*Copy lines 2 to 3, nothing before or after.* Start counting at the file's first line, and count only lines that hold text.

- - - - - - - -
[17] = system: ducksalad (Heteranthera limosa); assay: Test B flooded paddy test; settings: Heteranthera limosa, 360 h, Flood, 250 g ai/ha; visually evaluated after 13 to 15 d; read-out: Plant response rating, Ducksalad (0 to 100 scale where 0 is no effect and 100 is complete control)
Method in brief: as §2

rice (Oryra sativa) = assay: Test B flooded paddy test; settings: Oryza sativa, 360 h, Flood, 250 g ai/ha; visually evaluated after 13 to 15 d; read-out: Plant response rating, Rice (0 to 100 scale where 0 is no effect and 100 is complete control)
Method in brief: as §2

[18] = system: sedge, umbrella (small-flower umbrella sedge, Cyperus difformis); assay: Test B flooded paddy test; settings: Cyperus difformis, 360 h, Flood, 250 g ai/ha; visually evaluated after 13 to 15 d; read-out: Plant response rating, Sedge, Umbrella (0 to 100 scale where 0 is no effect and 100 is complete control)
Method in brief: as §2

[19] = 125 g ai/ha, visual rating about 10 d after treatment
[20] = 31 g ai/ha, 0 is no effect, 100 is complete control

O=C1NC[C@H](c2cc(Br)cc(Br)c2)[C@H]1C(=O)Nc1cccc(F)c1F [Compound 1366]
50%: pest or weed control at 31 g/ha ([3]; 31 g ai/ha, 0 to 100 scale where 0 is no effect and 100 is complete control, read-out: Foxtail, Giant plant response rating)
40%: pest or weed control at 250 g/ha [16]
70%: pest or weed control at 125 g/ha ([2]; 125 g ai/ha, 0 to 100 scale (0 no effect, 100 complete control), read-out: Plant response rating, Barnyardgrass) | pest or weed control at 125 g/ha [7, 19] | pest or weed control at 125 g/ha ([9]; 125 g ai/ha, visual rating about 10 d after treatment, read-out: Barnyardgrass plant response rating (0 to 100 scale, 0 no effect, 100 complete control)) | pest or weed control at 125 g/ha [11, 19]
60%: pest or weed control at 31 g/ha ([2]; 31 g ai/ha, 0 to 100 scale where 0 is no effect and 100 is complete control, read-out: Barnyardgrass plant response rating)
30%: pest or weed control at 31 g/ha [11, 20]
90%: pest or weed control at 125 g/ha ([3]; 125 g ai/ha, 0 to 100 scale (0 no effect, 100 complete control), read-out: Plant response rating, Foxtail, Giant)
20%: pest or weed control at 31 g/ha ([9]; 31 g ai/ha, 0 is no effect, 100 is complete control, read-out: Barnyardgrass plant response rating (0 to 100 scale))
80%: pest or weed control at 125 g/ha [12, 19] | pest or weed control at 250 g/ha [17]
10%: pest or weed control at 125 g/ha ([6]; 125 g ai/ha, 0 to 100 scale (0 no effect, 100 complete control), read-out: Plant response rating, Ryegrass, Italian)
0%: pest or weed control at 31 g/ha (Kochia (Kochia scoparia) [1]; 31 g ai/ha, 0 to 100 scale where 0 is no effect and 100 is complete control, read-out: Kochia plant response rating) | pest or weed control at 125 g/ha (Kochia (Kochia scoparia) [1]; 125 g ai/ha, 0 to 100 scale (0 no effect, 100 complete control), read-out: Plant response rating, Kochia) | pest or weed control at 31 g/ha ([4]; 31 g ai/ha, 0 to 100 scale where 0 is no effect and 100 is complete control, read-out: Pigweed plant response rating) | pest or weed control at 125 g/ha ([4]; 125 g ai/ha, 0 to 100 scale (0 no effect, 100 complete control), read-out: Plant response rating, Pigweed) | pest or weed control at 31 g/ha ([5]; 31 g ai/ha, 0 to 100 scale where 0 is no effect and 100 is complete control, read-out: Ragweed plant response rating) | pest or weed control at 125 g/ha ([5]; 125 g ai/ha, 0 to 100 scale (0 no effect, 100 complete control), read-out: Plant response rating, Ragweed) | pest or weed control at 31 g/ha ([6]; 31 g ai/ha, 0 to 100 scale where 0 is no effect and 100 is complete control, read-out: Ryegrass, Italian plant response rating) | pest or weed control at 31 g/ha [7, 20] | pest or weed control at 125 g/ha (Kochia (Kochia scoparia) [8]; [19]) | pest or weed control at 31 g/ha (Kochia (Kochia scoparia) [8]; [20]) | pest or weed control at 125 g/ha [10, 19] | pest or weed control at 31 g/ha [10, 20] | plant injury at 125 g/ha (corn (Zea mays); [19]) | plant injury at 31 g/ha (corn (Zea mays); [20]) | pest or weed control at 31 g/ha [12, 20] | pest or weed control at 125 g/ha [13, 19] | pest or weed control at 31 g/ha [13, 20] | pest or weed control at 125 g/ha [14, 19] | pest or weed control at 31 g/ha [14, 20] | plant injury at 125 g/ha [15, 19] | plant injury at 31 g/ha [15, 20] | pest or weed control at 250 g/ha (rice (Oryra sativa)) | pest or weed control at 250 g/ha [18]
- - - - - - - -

Method in brief: as §2

rice (Oryra sativa) = assay: Test B flooded paddy test; settings: Oryza sativa, 360 h, Flood, 250 g ai/ha; visually evaluated after 13 to 15 d; read-out: Plant response rating, Rice (0 to 100 scale where 0 is no effect and 100 is complete control)